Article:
ATP Race to London weekly update: Field set, Andy Murray takes over number one

The eight men heading to London are now confirmed following the Paris Masters, and there's a new man leading the way.

ATP Race to London weekly update: Field set, Andy Murray takes over number one
Andy Murray celebrates a point during his Paris Masters final win. Photo: Dan Mullan/Getty Images

And then there were eight. The dust has now settled and for all but eight men, the ATP World Tour season is over. But for those lucky eight, there is still one more prestigious event to be contested: the ATP World Tour Finals. Last week’s BNP Paribas Masters decided the final two spots to complete the field in London. With one event to go, a lot can still change among those eight in the rankings, so here’s your final ATP Race to London update.

Race Update

Marin Cilic and Dominic Thiem wrapped up their spots at the tour finals in Paris, although in very different fashions. Cilic qualified by blasting his way past fellow London hopeful David Goffin, ending the Belgian’s hope of qualifying which actually did Thiem a big favour, and stunning world number one Novak Djokovic, ending the Serb’s reign in the process, on his way to the semifinals.

Marin Cilic celebrates his upset of Djokovic last week. Photo: Dan Mullan/Getty Images
Marin Cilic celebrates his upset of Djokovic last week. Photo: Dan Mullan/Getty Images

Thiem needed to reach the final to qualify outright, but lost his opening match to Jack Sock, meaning that he would need help to qualify. Lucky for him, he got that help. Most of the other London hopefuls also suffered early losses. Thiem did come within a set and a point of missing out, as Tomas Berdych needed to reach the semifinals to qualify and oust Thiem, but the Czech blew a 6-1 lead in the opening set tiebreak in his quarterfinal against Andy Murray before losing in straight sets which allowed the young Austrian to sneak into London in the eighth and final spot.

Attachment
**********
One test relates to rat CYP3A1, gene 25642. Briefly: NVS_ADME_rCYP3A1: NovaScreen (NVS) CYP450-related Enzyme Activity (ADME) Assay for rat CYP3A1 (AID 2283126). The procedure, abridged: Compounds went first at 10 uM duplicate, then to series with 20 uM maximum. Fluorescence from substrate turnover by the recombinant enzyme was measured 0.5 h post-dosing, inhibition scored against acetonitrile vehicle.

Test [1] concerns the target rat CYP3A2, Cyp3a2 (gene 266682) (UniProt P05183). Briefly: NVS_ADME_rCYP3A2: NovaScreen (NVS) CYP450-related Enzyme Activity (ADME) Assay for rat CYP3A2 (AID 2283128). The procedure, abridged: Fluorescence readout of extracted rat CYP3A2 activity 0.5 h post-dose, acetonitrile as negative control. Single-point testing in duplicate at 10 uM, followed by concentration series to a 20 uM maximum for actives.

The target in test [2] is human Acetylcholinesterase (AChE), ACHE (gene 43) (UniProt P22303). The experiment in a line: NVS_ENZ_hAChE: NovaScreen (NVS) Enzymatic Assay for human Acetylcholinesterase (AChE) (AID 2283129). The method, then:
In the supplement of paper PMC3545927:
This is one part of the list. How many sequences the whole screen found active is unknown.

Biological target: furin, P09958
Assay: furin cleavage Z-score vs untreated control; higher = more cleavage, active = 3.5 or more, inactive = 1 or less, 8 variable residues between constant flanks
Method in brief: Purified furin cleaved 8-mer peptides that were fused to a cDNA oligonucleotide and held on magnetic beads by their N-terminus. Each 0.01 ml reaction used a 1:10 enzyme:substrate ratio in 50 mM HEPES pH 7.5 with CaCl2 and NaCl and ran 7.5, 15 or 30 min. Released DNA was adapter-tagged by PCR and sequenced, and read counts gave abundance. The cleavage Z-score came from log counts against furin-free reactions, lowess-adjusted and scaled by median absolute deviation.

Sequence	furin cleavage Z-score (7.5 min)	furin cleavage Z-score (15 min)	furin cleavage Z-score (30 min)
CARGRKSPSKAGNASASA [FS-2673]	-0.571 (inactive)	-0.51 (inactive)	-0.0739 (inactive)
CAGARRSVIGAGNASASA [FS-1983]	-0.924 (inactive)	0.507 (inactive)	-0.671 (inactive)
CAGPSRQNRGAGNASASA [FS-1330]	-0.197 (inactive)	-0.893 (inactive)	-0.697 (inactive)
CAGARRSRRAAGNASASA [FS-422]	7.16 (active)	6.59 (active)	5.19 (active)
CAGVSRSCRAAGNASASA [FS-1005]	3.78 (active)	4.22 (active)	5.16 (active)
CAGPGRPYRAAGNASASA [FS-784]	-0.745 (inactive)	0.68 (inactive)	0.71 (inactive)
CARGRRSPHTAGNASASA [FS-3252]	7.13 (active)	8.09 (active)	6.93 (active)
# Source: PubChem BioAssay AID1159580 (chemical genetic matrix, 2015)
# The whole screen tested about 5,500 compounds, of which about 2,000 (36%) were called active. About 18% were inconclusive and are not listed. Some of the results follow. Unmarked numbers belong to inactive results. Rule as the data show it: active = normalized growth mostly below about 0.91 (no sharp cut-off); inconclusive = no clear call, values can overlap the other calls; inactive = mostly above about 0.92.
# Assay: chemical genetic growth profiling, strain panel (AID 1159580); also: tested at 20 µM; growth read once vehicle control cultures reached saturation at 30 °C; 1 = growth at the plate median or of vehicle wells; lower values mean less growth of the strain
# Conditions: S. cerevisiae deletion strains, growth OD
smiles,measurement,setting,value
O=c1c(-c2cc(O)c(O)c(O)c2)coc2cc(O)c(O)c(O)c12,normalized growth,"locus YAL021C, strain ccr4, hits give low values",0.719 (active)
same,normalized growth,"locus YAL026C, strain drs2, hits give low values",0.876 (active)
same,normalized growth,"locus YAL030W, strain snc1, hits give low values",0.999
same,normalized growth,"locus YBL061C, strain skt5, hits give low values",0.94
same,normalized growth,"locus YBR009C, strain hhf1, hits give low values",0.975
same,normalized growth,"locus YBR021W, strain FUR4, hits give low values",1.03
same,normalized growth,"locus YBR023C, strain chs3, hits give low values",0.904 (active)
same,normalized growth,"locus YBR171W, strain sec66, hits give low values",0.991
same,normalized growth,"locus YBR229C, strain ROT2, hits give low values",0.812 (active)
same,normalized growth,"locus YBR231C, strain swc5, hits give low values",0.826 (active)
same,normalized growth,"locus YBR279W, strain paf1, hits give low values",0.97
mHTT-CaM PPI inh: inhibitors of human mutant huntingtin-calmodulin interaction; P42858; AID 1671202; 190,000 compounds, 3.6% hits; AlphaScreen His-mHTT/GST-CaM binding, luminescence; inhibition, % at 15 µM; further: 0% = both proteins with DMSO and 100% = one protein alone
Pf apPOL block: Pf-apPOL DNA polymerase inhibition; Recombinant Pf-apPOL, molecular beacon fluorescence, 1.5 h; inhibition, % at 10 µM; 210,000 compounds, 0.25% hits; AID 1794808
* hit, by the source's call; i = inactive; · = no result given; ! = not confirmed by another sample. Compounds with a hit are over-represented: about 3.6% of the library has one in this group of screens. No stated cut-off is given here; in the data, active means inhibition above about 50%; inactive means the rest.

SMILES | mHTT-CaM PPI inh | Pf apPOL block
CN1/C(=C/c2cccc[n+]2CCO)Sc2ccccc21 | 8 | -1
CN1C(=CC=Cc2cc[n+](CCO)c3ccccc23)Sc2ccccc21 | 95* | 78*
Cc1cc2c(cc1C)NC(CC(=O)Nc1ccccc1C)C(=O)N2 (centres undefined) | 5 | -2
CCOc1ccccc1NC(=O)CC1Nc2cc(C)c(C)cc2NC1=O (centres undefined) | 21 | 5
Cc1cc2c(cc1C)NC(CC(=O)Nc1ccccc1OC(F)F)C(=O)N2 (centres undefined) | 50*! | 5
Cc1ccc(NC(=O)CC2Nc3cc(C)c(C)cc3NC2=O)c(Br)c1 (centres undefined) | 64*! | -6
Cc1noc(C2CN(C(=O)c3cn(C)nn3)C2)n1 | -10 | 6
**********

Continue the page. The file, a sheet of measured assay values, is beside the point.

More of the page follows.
Perhaps nothing was bigger, however, in Paris than the power shift at the top of the rankings. Thanks to Djokovic’s loss, Andy Murray was able to take over the top spot for the first time in his career, seven years after first becoming number two. Murray was challenged throughout the week, but needing only to reach the final to seal the number one ranking, it was handed to him on a silver platter as his semifinal opponent, Milos Raonic, was unable to play due to a leg injury, which meant the Scot strolled unchallenged into history. For good measure, he defeated John Isner to win the title and put some distance between himself and Djokovic.

Next Week’s Action

There are no events on the schedule this week. The next and final event is the ATP World Tour Finals, which starts on Sunday.

ATP World Tour Finals

While this is the event this season has been leading up to and there’s nothing else to qualify for, the ATP World Tour Finals can still shake up the year-end rankings. There are a few competitive races to take a look at in London. Here are a few scenarios of how the rankings could change during the tournament.

Dominic Thiem holds his Tie Break Tens trophy last month. Photo: Jordan Mansfield/Getty Images
Dominic Thiem holds his Tie Break Tens trophy last month. Photo: Jordan Mansfield/Getty Images